The Parksville-Qualicum Community Foundation is working to build permanent legacies that support local causes. One cause that holds deep meaning for Indigenous people of Vancouver Island is the revitalization of Indigenous languages, and one young man, Tim Masso, is championing this cause with Foundation support.
With a scholarship established by the Elm Family Foundation and facilitated through Parksville-Qualicum Foundation, Masso is close to completing his Bachelor of Education through the University of Victoria with a specialization in Indigenous language revitalization — at just 17.
The Elm Family Foundation is pleased to have recognized and supported this cause in the early years of Masso’s educational aspirations.
What began in his childhood as recognition of the power behind Indigenous healing practices and Coast Salish songs sung during his brother’s brain surgery recovery, became the foundation for Masso’s mission to save the languages of their ancestors and spread his dialect of Nuu-chah-nulth.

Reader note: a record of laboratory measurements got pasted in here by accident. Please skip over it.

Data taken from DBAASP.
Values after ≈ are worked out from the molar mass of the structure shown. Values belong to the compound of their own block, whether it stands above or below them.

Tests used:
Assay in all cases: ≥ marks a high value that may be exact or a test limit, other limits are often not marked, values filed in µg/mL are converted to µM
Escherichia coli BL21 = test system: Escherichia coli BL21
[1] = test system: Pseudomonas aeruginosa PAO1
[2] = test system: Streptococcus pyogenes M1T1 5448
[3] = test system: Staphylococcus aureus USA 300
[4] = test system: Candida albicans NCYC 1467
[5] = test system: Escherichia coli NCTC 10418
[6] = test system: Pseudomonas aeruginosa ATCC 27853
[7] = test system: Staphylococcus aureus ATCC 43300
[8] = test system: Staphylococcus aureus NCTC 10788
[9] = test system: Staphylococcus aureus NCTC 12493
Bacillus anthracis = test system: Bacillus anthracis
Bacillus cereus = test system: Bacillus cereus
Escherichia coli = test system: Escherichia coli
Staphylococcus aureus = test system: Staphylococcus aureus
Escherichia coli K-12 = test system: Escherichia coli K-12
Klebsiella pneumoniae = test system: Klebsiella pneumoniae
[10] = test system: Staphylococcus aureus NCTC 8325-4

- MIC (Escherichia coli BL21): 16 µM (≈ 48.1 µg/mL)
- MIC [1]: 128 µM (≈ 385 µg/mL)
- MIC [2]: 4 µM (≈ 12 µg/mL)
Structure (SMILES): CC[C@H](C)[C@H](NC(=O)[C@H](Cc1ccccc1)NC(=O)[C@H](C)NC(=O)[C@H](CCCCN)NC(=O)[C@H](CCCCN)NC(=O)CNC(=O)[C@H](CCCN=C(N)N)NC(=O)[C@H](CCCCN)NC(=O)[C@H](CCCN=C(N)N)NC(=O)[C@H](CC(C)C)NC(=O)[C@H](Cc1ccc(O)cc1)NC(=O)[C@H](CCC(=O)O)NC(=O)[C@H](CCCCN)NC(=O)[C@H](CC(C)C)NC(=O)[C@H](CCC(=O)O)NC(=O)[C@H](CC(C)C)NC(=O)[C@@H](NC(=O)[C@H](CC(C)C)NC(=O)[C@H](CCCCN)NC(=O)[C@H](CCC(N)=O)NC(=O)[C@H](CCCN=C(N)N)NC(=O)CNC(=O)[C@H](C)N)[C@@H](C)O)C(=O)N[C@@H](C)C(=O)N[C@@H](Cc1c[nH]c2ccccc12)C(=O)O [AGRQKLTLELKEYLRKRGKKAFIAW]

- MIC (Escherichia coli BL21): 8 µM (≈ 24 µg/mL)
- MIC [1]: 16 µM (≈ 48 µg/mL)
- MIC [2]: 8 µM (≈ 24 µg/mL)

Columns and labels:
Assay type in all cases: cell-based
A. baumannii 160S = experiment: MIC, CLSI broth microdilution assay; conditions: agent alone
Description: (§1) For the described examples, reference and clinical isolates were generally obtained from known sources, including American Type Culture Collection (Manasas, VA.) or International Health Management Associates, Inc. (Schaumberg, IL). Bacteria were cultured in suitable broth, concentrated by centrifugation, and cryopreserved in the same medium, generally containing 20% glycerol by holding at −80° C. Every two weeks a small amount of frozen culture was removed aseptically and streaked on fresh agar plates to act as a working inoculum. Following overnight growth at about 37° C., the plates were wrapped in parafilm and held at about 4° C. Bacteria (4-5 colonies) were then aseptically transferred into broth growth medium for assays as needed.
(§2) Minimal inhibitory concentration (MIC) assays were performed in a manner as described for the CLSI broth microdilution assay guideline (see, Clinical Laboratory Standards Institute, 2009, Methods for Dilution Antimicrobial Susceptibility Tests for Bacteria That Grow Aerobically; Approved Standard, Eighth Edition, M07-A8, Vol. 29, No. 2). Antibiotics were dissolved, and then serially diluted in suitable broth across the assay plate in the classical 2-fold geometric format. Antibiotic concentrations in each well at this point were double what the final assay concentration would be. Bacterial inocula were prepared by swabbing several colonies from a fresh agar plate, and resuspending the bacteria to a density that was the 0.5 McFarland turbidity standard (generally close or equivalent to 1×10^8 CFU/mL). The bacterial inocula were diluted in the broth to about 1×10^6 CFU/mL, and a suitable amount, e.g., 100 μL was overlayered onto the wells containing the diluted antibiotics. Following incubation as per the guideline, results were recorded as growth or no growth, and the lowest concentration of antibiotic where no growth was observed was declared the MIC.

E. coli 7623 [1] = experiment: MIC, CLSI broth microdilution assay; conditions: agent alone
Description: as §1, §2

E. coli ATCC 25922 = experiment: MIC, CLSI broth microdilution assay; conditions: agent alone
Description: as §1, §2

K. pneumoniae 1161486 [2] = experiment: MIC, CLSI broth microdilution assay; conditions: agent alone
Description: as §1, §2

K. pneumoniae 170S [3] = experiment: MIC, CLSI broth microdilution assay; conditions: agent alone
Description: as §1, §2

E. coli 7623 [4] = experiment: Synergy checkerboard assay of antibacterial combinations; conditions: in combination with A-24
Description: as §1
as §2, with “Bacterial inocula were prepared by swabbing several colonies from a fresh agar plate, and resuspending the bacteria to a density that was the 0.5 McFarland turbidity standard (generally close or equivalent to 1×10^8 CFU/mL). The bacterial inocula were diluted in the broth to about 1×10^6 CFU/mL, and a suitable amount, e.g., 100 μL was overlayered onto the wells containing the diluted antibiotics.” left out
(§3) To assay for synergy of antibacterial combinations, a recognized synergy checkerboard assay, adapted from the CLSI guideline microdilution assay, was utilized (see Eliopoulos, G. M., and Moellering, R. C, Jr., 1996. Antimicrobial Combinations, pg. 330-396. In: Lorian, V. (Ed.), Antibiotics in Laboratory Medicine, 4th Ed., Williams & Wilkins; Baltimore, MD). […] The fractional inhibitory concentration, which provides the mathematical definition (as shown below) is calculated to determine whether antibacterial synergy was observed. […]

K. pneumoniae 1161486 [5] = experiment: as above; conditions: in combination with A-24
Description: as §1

It has become a race against time to keep languages of their ancestors alive, as only a few fluent speakers remain in BC. Among the few that remain are elders who have knowledge of the language, but have not spoken it since they were punished as children in residential schools.
Both he and his older brother, Hjalmer Wenstob, have joined committees representing their Tla-o-qui-aht First Nation, near Tofino, and advocated to all levels of government for language-revitalization funding. The brothers are collaborating to add new elements to their culture, writing modern songs in Nuu-chah-nulth so they can dance, sing, and celebrate in their own language.
Masso and Wenstob are among younger generations who are taking up the cause, learning and teaching the languages at the same time to revitalize the Indigenous languages spoken across Vancouver Island and southwestern B.C.
Learn more about how donors’ funds continue to respond to the charitable needs of the community for generations to come.
Visit CBC Radio’s afternoon show to learn about others on Vancouver Island who are striving to keep their languages thriving with fluent speakers.